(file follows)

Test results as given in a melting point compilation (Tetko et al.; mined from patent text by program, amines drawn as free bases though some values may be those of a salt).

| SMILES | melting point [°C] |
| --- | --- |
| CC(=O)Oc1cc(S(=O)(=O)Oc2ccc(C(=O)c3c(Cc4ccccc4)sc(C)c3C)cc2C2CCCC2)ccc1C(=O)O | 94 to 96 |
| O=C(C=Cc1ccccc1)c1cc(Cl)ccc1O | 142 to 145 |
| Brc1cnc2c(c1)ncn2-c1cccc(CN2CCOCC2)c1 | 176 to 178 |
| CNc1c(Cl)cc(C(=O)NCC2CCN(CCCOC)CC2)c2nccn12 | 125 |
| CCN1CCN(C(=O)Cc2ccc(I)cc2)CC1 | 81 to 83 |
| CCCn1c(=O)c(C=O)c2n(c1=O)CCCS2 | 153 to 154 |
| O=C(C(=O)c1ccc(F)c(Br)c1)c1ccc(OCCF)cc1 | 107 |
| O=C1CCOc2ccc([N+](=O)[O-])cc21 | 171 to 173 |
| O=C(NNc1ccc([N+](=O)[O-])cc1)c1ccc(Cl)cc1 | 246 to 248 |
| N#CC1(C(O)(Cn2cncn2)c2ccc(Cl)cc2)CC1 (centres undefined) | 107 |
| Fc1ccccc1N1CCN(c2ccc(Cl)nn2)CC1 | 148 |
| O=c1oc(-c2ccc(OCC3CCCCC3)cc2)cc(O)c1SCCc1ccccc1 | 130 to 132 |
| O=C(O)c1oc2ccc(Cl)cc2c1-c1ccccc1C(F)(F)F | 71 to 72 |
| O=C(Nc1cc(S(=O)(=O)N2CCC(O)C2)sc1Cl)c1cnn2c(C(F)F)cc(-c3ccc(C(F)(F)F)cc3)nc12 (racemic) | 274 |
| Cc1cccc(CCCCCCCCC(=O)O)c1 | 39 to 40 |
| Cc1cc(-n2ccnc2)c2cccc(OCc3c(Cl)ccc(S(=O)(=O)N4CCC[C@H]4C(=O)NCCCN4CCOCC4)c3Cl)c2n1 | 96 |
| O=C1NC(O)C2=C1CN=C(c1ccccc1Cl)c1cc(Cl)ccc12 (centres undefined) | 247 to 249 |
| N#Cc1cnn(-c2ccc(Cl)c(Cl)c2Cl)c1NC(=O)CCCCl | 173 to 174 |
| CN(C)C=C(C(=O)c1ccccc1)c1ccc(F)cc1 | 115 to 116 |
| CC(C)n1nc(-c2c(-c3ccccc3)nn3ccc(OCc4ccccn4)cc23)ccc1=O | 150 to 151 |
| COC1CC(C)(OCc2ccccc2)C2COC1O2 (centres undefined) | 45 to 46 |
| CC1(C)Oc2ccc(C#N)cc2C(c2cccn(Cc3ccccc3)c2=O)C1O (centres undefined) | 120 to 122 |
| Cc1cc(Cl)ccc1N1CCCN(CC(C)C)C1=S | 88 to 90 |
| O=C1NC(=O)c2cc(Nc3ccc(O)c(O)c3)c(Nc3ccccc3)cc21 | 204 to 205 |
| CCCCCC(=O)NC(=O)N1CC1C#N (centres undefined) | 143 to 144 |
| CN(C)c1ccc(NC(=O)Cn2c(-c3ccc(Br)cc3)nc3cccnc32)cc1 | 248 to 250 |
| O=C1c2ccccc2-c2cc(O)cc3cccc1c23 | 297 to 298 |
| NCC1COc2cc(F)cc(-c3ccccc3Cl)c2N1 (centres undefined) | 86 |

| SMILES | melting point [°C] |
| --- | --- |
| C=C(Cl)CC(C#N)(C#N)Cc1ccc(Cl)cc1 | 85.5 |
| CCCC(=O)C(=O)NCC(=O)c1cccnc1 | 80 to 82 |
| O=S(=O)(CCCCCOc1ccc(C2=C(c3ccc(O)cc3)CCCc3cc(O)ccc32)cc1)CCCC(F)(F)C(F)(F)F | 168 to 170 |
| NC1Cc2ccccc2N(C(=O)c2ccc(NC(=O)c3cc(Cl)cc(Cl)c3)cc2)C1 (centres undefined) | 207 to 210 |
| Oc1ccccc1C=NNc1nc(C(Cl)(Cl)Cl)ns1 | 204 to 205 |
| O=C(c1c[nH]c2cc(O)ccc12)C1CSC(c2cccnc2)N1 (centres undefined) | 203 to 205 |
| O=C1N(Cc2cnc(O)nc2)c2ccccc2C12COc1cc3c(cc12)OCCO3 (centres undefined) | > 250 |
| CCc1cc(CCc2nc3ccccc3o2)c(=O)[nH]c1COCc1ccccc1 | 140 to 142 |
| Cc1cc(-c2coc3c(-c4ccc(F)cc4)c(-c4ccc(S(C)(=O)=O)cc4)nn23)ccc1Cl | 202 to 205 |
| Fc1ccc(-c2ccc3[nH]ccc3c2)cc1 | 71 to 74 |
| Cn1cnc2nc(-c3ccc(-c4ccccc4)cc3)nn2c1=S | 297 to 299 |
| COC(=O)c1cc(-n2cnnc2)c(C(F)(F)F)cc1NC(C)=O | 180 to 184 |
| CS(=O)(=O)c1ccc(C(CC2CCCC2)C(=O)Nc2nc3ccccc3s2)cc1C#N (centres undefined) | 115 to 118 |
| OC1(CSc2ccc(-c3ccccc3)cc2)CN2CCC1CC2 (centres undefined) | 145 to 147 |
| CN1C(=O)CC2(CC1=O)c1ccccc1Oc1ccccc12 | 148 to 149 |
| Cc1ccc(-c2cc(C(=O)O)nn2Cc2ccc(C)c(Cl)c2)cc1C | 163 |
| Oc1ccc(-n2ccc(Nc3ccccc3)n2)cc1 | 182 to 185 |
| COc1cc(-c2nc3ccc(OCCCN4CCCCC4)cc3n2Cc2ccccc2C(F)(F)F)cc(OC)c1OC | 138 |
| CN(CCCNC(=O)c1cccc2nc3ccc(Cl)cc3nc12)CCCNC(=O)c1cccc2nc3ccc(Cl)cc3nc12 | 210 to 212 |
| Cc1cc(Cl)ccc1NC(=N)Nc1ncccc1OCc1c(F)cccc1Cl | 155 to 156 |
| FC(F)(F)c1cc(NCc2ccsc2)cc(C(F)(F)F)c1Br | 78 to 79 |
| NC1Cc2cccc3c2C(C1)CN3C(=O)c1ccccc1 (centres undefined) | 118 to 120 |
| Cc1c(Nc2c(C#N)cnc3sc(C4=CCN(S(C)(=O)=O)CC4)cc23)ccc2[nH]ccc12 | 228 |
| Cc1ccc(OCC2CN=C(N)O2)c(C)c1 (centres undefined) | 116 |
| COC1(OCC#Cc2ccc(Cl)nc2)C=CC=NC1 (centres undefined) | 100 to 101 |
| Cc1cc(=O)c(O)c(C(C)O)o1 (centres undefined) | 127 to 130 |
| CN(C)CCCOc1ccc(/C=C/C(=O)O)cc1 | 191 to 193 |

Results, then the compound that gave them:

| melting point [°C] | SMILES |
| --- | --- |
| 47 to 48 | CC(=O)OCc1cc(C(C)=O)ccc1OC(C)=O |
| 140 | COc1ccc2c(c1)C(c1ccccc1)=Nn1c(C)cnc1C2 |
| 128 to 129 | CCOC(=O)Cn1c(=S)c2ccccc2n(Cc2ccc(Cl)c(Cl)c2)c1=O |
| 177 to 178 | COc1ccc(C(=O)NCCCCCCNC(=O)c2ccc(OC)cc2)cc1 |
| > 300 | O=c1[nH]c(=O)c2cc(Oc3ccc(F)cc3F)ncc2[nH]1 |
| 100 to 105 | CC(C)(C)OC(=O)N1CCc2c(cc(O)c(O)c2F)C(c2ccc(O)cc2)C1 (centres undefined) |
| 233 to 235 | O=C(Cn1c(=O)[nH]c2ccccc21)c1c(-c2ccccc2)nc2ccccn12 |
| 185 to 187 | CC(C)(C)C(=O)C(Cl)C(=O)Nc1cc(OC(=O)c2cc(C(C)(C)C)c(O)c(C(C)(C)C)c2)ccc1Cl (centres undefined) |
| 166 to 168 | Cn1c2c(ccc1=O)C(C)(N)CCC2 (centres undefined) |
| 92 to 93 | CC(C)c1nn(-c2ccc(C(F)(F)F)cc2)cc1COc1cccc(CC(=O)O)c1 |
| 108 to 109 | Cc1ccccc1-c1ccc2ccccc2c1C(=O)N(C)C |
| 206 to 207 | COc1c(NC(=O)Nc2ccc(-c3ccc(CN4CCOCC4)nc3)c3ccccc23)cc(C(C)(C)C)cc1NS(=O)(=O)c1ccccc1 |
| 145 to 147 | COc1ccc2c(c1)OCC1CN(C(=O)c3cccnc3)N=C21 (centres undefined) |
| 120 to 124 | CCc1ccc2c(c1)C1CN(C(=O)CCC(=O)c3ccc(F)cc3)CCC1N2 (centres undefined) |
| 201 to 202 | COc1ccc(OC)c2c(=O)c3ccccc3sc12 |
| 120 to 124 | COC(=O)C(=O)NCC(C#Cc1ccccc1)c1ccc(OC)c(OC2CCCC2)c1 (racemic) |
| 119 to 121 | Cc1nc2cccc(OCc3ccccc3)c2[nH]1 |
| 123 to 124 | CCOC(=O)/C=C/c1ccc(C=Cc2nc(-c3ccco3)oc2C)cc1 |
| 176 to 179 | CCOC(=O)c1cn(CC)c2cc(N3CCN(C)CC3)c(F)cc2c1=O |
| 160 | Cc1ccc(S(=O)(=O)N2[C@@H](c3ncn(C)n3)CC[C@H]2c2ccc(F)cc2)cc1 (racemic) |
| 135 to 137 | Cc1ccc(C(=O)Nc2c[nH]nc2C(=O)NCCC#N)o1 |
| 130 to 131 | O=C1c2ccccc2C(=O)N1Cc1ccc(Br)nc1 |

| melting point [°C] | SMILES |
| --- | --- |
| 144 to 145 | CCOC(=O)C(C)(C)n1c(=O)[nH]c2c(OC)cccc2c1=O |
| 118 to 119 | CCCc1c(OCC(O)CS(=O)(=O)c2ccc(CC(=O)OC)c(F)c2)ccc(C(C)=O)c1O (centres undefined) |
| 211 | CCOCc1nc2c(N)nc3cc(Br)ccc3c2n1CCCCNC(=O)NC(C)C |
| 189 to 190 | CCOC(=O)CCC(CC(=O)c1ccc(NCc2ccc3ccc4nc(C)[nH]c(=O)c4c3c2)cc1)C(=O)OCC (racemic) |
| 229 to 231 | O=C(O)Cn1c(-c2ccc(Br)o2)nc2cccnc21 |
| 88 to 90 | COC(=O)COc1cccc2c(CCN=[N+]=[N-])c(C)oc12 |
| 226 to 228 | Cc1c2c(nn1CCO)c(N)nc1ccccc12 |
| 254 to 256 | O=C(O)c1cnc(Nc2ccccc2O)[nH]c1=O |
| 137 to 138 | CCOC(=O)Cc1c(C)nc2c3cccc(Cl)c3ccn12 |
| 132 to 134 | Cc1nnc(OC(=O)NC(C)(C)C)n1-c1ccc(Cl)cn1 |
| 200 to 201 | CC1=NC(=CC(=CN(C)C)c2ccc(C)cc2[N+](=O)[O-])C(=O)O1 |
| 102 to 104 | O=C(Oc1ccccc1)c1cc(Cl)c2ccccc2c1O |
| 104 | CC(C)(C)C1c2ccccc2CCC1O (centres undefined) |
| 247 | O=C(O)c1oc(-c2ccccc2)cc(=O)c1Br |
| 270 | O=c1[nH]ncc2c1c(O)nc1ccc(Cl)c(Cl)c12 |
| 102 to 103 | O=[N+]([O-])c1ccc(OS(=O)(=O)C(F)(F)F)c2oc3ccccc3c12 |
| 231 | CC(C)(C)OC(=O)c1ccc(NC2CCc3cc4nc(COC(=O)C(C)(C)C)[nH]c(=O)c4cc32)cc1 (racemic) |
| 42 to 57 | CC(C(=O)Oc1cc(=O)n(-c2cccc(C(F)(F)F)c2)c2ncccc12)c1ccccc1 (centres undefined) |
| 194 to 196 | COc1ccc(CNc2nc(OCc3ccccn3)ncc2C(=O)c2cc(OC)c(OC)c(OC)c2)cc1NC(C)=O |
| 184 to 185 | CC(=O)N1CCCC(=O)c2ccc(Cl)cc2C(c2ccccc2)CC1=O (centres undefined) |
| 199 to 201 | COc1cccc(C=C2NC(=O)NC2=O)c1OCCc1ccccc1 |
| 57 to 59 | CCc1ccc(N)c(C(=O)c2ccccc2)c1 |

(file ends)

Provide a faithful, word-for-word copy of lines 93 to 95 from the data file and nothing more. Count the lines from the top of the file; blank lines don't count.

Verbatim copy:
| 88 to 90 | COC(=O)COc1cccc2c(CCN=[N+]=[N-])c(C)oc12 |
| 226 to 228 | Cc1c2c(nn1CCO)c(N)nc1ccccc12 |
| 254 to 256 | O=C(O)c1cnc(Nc2ccccc2O)[nH]c1=O |